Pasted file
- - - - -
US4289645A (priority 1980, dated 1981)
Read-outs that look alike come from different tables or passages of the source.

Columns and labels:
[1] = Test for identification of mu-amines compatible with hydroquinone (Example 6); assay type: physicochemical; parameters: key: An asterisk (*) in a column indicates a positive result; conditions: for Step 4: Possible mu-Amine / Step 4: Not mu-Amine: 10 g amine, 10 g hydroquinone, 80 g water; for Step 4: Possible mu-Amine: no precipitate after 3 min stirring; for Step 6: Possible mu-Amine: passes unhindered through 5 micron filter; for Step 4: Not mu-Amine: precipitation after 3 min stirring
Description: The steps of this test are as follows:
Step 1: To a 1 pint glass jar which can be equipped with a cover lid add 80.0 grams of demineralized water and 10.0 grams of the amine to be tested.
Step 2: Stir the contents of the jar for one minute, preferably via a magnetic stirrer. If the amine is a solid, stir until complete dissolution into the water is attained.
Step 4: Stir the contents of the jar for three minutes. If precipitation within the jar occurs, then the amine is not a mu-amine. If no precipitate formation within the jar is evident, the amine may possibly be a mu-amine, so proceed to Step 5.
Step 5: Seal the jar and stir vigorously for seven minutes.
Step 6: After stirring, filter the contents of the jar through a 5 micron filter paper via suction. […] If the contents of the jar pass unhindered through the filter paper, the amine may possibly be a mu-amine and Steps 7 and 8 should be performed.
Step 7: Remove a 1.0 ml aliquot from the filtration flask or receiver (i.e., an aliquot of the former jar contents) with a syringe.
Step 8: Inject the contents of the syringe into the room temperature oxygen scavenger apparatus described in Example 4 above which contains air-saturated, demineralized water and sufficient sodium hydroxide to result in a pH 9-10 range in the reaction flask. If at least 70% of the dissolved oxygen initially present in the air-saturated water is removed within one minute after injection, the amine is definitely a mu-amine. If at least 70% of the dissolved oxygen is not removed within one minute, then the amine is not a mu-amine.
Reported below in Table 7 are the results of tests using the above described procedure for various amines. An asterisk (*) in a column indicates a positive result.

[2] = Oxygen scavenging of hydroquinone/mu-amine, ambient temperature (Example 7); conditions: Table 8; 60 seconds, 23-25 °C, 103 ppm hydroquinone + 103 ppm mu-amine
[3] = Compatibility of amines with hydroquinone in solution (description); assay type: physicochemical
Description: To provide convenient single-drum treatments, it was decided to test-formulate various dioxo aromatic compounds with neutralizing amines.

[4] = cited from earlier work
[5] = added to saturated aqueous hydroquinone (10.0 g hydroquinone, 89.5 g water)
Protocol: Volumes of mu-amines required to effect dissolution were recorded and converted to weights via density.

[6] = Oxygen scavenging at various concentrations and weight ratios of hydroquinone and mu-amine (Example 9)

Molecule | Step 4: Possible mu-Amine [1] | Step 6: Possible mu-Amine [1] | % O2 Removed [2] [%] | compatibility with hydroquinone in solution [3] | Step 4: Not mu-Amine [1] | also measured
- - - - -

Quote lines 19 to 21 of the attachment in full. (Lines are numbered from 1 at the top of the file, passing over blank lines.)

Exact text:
Protocol: Volumes of mu-amines required to effect dissolution were recorded and converted to weights via density.

[6] = Oxygen scavenging at various concentrations and weight ratios of hydroquinone and mu-amine (Example 9)

Molecule | Step 4: Possible mu-Amine [1] | Step 6: Possible mu-Amine [1] | % O2 Removed [2] [%] | compatibility with hydroquinone in solution [3] | Step 4: Not mu-Amine [1] | also measured